To remove the fitting one must first open this gate by prying apart two red plastic lips on the latch end of the gate with a small screwdriver and swinging the gate open. Then the whole red plastic sliding lock piece must be worked back out of the black plastic part and away from the ridge to release the fitting.
I used the same screwdriver for pushing alternately on the hinge side and the lip side of the red plastic piece. Eventually it started sliding out of the black part until I could get it far enough out to slide the fitting off the pipe. One was easy and one was a pain.
Don’t worry about which hose goes where, they are different sizes.
Now one must unscrew the securing ring that secures the fuel pump in the tank. I used a large screwdriver and a large hammer against the lugs on the securing ring. Before starting to unscrew the ring I marked it with a Magic Marker so I could see how it was moving and so I could get it back to approximately the same tightness later. Once the ring started moving it was just more of the same until I could turn it with my fingers.
Removing the fuel pump/gas gauge sender after I got the securing ring off was more fussy than I thought it would be but eventually it came out. DON’T drop anything into the tank!
The new pump should come with a new sealing ring. I put dielectric grease on the sealing ring and securing ring threads and the securing ring surface that contacted the top of the pump unit. I figured if dielectric grease didn’t harm connector plastic it would be OK for the fuel pump plastic.
Before installing the new pump I painted some dielectric grease on each electrical pin using a small artist’s paint brush.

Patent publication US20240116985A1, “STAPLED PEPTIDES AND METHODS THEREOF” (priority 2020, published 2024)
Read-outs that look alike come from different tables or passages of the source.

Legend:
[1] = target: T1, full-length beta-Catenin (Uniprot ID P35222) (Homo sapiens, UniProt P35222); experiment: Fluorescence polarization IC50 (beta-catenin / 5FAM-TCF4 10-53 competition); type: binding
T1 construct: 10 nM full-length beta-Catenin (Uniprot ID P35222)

Putting the fuel pump back in was impossible until I used a screwdriver to hold it down into the tank while I put the securing ring on. The pump assembly is spring loaded to keep the suction firmly down onto the tank floor so it had to be held in against this spring. There is also a key tab (or two) on the pump top and a slot on its seat on the tank so make sure these fit properly.
I screwed the securing ring down until my Magic Marker mark was within two inches from the original position.
Putting everything back together was the reverse of the front half of the job.

I changed the fuel filter without jacking up the car. It is just behind the passenger’s front wheel. Remove the aluminum heat deflector. The outboard two screws are easy with a ratchet wrench. The inboard screw is fussy. Start it with a socket but as it comes out it will jam the wrench against an exhaust pipe so just break it loose with a socket then finish the job with an open end wrench and flashlight. Then there is an easy two nuts holding a plastic shield and the filter bracket itself. There were three hoses. Two were of the same type as at the fuel pump, and one that uses a special tool that goes around the pipe and slides into the fitting to release a locking ring. This one was a SOB. The plastic type release tool did not work. I got an X-type metal tool and after I filed down the two metal lips that slid into the fitting so they were even, and after a lot of effort and cussing, it finally came loose. Installing the new filter was easy.
I hope my experience can help someone.
Norm Johnson
Jacksonville FL
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Old 04-12-2013, 09:53 PM   #2
viclono
tampa fl
2002 explorer v8
 
Join Date: Jul 2012
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I thank you for this. I went through this on my '94 v6, don't remember it being so involved. been a while i guess. I have to do the same with my 2002 v8 and am not looking forward to it. just need to figure out whether i need to replace whole assemply or just pump. seems to be losing pressure as soon as power is off, takes turn key on and off several times before it will fire up, but then runs like normal till next time you shut her down.
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Old 04-23-2013, 10:42 AM   #3
Norman M Johnson
Jacksonville FL
2002 Ford Explorer
 
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Viclono,

Sorry I cannot help you with your troubleshooting. I just replaced the whole fuel pump assembly.

Good Luck...

Norm